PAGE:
The role of a property manager is critical to the planning, safety, and success of a facility. With over 52,000 hotels in North America and millions of domestic and international visitors staying in hotel rooms, continuing excellence in the guest experience is also a top priority for property managers across the nation. This guest experience not only consists of superior customer service, exceptional dining options, and cool amenities, but undoubtedly the most important element is guest safety. That is why property managers must understand the complexity of each facility’s electronic lock system to help ensure safety is a top priority upon a guest’s arrival.

Understanding a hotel’s existing lock system and recognizing when it is the right time to upgrade that system is imperative to all aspects of a hotel, from keeping the staff to the thousands of weekly guests safe and comfortable during their stay. Choosing the right lock for your property can be daunting, but there are a few resources property managers can utilize to help ease the decision making process. Below are tips on how to choose the best lock for a hotel or lodging property.

Ask yourself, why now?

Hotel facility managers are constantly searching for new ways to improve their guest experience. Part of that strategy consists of advancing a facility’s safety processes including its electronic lock system. One of the most important questions property managers should ask themselves prior to upgrading their systems is why now? What are you looking to do with your current system? Are there issues occurring with your current system? Is there new technology emerging that you’re looking to implement into your facility? Understanding why you’re looking to improve your hotel lock system will ultimately help guide you towards making the best decision for your property.

Are there specific features you want?

Many hotel brands are upgrading their guest experiences by utilizing the most innovative systems such as BLE (Bluetooth low energy) enabled locks. Is a remote check in system something you’re interested in exploring? If that is something you are looking to implement, what barriers may stop you from doing so? Are your rooms built to sustain such technology? Additionally, have you worked with other systems before that you feel would be best utilized at your current property? All of these factors play a big part in the decision making process.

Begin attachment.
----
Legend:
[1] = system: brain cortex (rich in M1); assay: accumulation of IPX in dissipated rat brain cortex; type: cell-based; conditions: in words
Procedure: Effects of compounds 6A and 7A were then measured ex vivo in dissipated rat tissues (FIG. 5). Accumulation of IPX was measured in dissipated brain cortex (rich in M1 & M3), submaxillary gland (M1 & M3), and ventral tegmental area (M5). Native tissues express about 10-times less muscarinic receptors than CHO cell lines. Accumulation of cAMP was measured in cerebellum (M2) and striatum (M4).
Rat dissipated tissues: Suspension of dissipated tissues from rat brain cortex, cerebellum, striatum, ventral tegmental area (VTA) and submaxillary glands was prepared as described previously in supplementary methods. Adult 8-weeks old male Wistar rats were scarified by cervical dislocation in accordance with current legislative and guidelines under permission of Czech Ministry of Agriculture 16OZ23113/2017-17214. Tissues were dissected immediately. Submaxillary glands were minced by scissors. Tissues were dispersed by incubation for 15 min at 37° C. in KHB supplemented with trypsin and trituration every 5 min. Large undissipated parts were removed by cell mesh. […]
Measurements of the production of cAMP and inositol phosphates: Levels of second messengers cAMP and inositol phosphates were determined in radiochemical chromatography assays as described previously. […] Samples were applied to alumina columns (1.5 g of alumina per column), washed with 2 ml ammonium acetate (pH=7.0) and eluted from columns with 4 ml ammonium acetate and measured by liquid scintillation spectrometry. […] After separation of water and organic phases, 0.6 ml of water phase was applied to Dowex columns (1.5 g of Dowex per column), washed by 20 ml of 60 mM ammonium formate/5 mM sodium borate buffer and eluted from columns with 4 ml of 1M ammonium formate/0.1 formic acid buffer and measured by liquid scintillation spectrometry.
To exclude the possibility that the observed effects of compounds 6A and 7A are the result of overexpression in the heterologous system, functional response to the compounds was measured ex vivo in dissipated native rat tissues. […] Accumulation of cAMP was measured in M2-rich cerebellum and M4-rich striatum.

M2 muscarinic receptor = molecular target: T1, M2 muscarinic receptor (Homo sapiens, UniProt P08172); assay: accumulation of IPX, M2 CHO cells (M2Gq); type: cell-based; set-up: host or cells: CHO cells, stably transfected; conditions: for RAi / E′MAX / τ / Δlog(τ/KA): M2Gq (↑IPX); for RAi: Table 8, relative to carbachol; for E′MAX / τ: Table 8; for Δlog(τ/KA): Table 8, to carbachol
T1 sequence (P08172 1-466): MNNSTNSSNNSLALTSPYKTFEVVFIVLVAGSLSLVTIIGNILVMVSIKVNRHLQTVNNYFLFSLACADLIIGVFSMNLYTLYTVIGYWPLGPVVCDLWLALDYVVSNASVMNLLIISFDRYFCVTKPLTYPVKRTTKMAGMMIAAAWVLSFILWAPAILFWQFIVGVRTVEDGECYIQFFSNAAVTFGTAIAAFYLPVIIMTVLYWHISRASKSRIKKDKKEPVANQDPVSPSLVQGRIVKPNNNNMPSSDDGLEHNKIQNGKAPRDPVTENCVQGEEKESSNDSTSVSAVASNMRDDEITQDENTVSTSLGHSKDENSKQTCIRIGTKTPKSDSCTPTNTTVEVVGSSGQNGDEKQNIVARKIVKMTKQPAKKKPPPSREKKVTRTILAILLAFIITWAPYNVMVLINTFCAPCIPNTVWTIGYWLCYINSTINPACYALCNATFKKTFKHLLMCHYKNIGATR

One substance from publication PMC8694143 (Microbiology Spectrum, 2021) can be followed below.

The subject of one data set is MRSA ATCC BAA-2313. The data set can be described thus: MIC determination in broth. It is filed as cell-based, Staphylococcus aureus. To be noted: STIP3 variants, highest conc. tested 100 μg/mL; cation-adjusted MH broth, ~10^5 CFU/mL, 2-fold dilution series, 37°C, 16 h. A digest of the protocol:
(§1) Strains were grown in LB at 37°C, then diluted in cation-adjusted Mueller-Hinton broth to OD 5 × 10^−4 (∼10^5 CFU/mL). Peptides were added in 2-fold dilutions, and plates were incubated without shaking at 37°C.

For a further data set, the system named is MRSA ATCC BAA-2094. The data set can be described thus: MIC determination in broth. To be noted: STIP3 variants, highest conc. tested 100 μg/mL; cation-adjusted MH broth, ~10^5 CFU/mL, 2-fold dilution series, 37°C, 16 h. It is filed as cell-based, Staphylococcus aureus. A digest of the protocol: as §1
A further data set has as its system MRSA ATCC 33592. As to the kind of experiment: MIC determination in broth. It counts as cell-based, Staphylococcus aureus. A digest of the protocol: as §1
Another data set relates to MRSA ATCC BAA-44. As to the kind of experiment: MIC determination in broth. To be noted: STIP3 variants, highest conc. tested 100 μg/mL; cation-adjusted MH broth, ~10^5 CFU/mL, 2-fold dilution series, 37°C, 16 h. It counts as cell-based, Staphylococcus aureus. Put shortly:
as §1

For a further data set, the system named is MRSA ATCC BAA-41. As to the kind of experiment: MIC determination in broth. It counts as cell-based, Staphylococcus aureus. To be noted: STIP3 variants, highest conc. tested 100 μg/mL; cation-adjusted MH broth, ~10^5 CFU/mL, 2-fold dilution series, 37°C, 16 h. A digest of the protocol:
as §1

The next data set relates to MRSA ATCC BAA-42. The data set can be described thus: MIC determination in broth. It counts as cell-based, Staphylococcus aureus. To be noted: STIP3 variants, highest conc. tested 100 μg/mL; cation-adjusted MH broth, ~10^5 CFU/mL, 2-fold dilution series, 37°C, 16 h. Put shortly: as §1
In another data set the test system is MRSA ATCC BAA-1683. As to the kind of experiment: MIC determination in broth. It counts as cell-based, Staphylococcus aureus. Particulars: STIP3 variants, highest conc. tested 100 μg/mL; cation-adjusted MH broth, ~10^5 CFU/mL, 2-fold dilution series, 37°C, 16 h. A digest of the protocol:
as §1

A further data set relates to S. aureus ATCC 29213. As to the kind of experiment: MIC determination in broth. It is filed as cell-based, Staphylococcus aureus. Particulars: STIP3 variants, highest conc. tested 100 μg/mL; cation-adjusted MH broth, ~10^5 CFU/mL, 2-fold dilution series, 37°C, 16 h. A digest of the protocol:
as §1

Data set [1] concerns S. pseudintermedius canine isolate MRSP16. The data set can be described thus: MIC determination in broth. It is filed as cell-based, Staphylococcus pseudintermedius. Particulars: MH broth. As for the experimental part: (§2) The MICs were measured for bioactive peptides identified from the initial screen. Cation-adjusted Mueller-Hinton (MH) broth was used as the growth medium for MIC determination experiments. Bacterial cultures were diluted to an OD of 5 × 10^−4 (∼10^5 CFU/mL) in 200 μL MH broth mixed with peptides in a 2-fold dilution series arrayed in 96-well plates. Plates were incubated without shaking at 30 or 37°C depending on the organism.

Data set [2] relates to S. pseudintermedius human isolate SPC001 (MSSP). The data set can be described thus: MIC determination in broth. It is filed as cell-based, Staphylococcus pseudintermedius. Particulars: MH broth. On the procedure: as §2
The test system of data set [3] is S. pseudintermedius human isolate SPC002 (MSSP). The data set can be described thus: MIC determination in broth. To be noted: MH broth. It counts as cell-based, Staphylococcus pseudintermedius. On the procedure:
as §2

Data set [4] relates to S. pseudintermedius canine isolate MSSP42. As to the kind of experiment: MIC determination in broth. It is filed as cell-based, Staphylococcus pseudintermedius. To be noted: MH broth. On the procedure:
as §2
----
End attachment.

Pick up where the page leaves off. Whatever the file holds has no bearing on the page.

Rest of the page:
Do you have a legacy system in place?

If your property is part of a big brand, it is likely your facility has a legacy system in place, meaning, every large hotelier typically has a style guide in place that outlines a specific criteria for an electronic lock system. Is your hotel only allowed to use a certain brand with a specific finish? Is your property only allowed to install Bluetooth enabled locks? Do you require an RFID system? Understanding what your brand guidelines are will help expedite the purchasing process and ultimately create a seamless transition from your old system to the next.

The million dollar question, what is your budget?

One of the most challenging conversations for any property manager looking to upgrade their existing electronic lock system is budget. Key factors that contribute to a budget are number of guest rooms, number of additional staff rooms, and a solidified timeframe for when the new lock system needs to be completed. Traditionally, property managers should start shopping at least six months prior to the anticipated date of completion. This also should include discovery phase and production time.

With the influx of visitors traveling throughout the United States, it is imperative that hotels keep up with the demand of an excellent guest experience. By doing so, a property manager should place hotel safety as a top priority which means keeping systems fully operational and ensuring proper training is implemented. If you are a property manager and are interested in discussing your lock system needs, please contact Electronic Locksmith as they are the industry leader in hotel lock parts and repair.